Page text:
After 51 years, 11 generations and approaching 28 million in sales, the Honda Civic remains among the most enduring and dependable vehicles. It’s available as a coupe, sedan and hatchback and in Si and Type R high-performance options. It’s offered in Sport, Touring, LX, EX and Sport trims and it ideally defines its name’s origin.
The Civic’s moniker means “a car created for citizens and cities.” Civics are everywhere, albeit with a caveat.
What once defined the needs of citizens in cities is no more. And the vehicle, classified in its tenure as both a subcompact and compact and with the multiple personalities as a family sedan a zippy sports car, may have lost its way.
Six years ago, the Civic was at its sales volume best; more than 377,000 were purchased in the United States. Last year, considering more competition and the supply chain chaos, sales fell to 133,000, about half the level from 2021.
The segment’s competition is impressive. The Chevrolet Spark, Kia Forte, Hyundai Elantra, Mazda3, Nissan Sentra, Subaru Impreza, Toyota Corolla and Volkswagen Jetta are all formidable. The Spark is among the country’s least expensive cars; the Civic has the most costly starting price in the group.
Where the enduring Honda bolts to the front of the pack is with the performance-oriented 2023 Civic Type R (R for racing.)
With its top-line price of $44,385, the Type R is as far-removed as feasible from the 1972 debuting Civic and its less than $2,000 cost.
The four-passenger Civic Type R is a sedan disguised as a sports car and it’s a variant of the standard Civic hatchback. Powered by a 2.0-liter turbocharged four-cylinder engine with 315 horsepower, the Type R is offered only with front-wheel drive and a six-speed manual transmission.
Gas mileage averages, according to the EPA, are 22 miles per gallon in city driving, 28 mpg on the highway. Acceleration from 0 to 60 miles per hour takes 5.5 seconds, about average among in the segment.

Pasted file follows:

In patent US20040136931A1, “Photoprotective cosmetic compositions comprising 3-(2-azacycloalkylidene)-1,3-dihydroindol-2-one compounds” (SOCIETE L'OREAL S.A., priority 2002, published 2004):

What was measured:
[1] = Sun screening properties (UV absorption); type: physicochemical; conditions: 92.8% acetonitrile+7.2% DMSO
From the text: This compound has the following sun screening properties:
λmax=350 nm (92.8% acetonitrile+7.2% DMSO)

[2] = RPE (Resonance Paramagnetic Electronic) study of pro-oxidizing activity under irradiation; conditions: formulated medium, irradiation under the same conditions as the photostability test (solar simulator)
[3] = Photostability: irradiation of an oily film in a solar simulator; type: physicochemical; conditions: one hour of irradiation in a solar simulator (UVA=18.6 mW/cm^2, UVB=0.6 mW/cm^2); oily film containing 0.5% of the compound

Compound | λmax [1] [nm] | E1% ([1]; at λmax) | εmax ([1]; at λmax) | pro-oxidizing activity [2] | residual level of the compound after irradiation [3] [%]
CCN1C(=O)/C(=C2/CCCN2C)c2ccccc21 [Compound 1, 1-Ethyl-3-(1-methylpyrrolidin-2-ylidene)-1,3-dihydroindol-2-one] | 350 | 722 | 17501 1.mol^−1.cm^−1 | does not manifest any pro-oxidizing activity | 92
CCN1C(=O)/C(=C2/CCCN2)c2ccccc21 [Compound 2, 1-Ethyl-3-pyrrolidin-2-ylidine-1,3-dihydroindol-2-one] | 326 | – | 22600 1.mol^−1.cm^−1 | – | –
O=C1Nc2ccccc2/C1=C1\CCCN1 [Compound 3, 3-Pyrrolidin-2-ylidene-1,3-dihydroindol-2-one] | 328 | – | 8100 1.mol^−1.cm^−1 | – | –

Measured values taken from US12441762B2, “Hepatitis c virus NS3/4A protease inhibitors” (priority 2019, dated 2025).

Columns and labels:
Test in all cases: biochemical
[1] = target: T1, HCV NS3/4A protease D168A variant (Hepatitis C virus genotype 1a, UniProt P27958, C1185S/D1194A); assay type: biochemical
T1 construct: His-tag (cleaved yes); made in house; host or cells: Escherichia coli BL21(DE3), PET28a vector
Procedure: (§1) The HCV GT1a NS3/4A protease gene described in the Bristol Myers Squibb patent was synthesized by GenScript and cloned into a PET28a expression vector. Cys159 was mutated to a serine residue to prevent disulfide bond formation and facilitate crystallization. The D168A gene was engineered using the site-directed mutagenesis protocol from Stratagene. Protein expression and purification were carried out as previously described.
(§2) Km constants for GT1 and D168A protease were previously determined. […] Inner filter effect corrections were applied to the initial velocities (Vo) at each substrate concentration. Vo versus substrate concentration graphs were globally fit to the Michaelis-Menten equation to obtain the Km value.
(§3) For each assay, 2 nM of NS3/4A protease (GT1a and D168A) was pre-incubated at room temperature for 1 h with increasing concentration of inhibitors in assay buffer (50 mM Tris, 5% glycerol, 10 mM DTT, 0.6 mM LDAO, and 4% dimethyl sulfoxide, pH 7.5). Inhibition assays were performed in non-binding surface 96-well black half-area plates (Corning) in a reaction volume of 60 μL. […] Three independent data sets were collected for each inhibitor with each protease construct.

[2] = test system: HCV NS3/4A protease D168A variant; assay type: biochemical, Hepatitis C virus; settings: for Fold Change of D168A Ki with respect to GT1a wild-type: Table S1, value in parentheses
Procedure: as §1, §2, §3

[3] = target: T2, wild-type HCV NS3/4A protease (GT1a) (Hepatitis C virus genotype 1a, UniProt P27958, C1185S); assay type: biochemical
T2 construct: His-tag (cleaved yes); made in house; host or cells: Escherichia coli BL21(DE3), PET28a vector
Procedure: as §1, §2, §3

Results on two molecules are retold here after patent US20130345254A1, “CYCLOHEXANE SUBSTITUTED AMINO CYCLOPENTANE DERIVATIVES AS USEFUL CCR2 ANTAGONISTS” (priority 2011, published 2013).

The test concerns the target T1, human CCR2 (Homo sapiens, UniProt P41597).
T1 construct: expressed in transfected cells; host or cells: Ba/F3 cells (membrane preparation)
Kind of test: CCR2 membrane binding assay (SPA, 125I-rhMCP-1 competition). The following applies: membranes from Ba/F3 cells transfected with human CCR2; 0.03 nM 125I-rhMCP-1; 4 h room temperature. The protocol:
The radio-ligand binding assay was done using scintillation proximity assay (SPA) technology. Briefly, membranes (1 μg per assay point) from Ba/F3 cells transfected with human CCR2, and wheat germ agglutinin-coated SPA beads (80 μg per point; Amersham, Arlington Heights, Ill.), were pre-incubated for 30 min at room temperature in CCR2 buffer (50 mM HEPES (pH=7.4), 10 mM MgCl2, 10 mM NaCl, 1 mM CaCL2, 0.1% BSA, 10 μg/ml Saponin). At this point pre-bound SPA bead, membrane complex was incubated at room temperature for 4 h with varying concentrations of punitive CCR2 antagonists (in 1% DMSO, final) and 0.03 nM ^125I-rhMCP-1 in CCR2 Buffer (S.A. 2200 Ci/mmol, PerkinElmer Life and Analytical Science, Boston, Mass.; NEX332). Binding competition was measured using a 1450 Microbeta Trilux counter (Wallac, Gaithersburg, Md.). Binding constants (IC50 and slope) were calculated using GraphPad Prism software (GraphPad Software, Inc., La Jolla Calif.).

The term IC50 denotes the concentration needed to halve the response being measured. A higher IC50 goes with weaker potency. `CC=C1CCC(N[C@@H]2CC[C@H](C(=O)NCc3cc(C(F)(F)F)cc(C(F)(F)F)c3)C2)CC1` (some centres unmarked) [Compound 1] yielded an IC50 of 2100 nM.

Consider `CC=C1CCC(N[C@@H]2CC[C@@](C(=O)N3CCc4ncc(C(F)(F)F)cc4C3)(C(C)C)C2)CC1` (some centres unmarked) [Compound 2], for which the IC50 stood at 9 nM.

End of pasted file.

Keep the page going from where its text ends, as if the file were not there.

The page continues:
The equipment is plentiful and impressive, with 19-inch alloy wheels with summer performance tires to a carbon-fiber rear wing spoiler and Brembo brakes to adaptive suspension dampers.
The former beacon of simple transportation and modest pricing, the high-priced compact-turned-sports car also has a limited-slip differential, selectable drive modes and a nine-inch infotainment touchscreen.
A digital instrument panel, microsuede seat upholstery and a 12-speaker Bose premium audio system, all in a Honda Civic? The name may be the same but a lot has happened to the Civic in 50 years.
Honda’s priority to safety is also among the carmaker’s strengths. The Civic has front collision migration, blind-sport and lane departure warnings, automatic high beams and a driver attention monitor.
The Type R drives like its sports car look. The seats are tight, the interior noise is substantial and the drive is far from bump-free. It’s exactly what will make sports car fanciers further enjoy the ride. One issue: Shifting through gears is a purest’s treat. But in winter weather, the metal shifter knob is seriously cold.
While occupants could use more room, cargo and overall cabin space, 24.5 cubic feet, is substantial for a compact vehicle. Carrying stuff is easy. There’s a good-sized center console and a pass-through below the climate controls. Spacious door pockets with angled drink holders add convenience. The trunk space is good for lots of grocery bags or three modest-sized suitcases.
With its sports-car persona, the 2023 Honda Civic Type R defines “hot hatchback.” It has red seats, red carpeting and racing-type badging. It still has the manufacturer’s sub-standard warranty. And it’s a half-century and more than $40,000 removed from the original Honda Civic.
It’s also the Civic that may help the iconic vehicle return to its prominence.